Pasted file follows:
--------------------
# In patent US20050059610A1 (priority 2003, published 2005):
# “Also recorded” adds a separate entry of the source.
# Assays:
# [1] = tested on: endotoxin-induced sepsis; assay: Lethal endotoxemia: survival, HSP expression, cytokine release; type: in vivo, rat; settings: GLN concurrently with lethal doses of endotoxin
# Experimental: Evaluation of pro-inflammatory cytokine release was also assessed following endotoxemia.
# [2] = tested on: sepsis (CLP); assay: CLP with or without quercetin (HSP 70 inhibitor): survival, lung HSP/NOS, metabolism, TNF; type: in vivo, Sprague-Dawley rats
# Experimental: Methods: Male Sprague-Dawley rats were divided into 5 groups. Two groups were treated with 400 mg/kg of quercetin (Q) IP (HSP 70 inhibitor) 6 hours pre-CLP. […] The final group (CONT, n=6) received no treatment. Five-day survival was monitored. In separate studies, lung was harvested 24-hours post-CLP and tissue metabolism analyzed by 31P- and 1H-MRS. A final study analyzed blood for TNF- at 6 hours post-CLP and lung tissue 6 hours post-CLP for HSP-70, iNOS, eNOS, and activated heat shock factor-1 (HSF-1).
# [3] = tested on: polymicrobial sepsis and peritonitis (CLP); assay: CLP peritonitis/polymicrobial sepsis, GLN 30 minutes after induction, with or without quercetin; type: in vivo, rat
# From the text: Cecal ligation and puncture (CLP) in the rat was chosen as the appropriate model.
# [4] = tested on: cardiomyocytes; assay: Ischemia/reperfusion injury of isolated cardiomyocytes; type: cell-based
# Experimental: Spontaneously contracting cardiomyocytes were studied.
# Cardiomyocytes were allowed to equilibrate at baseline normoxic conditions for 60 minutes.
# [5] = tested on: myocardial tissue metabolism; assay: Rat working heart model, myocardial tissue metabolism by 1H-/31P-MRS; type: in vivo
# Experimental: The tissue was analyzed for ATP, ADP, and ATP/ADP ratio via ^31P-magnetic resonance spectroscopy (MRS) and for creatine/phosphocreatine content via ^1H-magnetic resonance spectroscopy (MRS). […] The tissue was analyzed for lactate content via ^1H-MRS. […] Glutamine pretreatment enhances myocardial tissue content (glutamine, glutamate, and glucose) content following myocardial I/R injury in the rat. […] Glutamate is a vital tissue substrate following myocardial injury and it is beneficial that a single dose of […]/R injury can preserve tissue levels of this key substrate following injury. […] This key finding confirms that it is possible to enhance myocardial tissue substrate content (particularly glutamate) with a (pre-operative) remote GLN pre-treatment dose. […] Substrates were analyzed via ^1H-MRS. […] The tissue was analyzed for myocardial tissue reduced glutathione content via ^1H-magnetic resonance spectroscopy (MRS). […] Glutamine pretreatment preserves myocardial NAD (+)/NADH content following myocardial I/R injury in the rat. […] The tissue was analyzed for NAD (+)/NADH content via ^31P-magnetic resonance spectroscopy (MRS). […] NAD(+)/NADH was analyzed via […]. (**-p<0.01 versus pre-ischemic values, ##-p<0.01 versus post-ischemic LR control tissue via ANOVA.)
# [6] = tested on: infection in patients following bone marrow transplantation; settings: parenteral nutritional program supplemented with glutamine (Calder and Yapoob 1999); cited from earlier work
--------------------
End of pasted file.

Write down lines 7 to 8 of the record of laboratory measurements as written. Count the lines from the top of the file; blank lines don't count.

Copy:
# Experimental: Methods: Male Sprague-Dawley rats were divided into 5 groups. Two groups were treated with 400 mg/kg of quercetin (Q) IP (HSP 70 inhibitor) 6 hours pre-CLP. […] The final group (CONT, n=6) received no treatment. Five-day survival was monitored. In separate studies, lung was harvested 24-hours post-CLP and tissue metabolism analyzed by 31P- and 1H-MRS. A final study analyzed blood for TNF- at 6 hours post-CLP and lung tissue 6 hours post-CLP for HSP-70, iNOS, eNOS, and activated heat shock factor-1 (HSF-1).
# [3] = tested on: polymicrobial sepsis and peritonitis (CLP); assay: CLP peritonitis/polymicrobial sepsis, GLN 30 minutes after induction, with or without quercetin; type: in vivo, rat